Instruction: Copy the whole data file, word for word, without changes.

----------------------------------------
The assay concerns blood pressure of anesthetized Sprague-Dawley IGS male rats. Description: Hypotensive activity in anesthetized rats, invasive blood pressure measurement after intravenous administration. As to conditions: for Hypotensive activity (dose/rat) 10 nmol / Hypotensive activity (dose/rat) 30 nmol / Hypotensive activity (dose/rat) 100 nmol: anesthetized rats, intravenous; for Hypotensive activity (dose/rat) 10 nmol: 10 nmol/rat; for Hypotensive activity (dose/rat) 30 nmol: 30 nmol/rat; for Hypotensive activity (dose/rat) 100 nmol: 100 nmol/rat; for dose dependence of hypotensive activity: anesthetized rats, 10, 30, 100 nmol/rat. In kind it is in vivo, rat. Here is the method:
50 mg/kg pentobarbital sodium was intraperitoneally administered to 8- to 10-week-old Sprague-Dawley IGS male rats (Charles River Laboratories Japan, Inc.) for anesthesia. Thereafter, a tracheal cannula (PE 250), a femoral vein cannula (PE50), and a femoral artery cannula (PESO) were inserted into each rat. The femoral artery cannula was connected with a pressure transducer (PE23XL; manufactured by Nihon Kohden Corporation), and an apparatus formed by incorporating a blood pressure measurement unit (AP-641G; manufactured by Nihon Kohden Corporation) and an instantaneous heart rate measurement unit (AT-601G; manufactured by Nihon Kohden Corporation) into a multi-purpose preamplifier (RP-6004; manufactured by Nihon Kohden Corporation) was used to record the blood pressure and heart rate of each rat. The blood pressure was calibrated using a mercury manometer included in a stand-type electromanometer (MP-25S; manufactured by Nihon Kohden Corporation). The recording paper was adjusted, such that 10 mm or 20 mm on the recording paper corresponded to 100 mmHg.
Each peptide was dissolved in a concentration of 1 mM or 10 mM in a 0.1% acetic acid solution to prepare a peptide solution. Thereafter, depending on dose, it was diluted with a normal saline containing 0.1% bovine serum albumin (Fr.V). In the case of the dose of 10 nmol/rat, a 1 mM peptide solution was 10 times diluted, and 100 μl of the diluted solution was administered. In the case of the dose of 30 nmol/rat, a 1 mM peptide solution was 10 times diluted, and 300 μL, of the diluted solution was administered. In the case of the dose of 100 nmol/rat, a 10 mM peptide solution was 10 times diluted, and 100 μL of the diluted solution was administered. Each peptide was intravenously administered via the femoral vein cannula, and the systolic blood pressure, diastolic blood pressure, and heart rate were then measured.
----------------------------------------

The assay concerns blood pressure of anesthetized Sprague-Dawley IGS male rats. Description: Hypotensive activity in anesthetized rats, invasive blood pressure measurement after intravenous administration. As to conditions: for Hypotensive activity (dose/rat) 10 nmol / Hypotensive activity (dose/rat) 30 nmol / Hypotensive activity (dose/rat) 100 nmol: anesthetized rats, intravenous; for Hypotensive activity (dose/rat) 10 nmol: 10 nmol/rat; for Hypotensive activity (dose/rat) 30 nmol: 30 nmol/rat; for Hypotensive activity (dose/rat) 100 nmol: 100 nmol/rat; for dose dependence of hypotensive activity: anesthetized rats, 10, 30, 100 nmol/rat. In kind it is in vivo, rat. Here is the method:
50 mg/kg pentobarbital sodium was intraperitoneally administered to 8- to 10-week-old Sprague-Dawley IGS male rats (Charles River Laboratories Japan, Inc.) for anesthesia. Thereafter, a tracheal cannula (PE 250), a femoral vein cannula (PE50), and a femoral artery cannula (PESO) were inserted into each rat. The femoral artery cannula was connected with a pressure transducer (PE23XL; manufactured by Nihon Kohden Corporation), and an apparatus formed by incorporating a blood pressure measurement unit (AP-641G; manufactured by Nihon Kohden Corporation) and an instantaneous heart rate measurement unit (AT-601G; manufactured by Nihon Kohden Corporation) into a multi-purpose preamplifier (RP-6004; manufactured by Nihon Kohden Corporation) was used to record the blood pressure and heart rate of each rat. The blood pressure was calibrated using a mercury manometer included in a stand-type electromanometer (MP-25S; manufactured by Nihon Kohden Corporation). The recording paper was adjusted, such that 10 mm or 20 mm on the recording paper corresponded to 100 mmHg.
Each peptide was dissolved in a concentration of 1 mM or 10 mM in a 0.1% acetic acid solution to prepare a peptide solution. Thereafter, depending on dose, it was diluted with a normal saline containing 0.1% bovine serum albumin (Fr.V). In the case of the dose of 10 nmol/rat, a 1 mM peptide solution was 10 times diluted, and 100 μl of the diluted solution was administered. In the case of the dose of 30 nmol/rat, a 1 mM peptide solution was 10 times diluted, and 300 μL, of the diluted solution was administered. In the case of the dose of 100 nmol/rat, a 10 mM peptide solution was 10 times diluted, and 100 μL of the diluted solution was administered. Each peptide was intravenously administered via the femoral vein cannula, and the systolic blood pressure, diastolic blood pressure, and heart rate were then measured.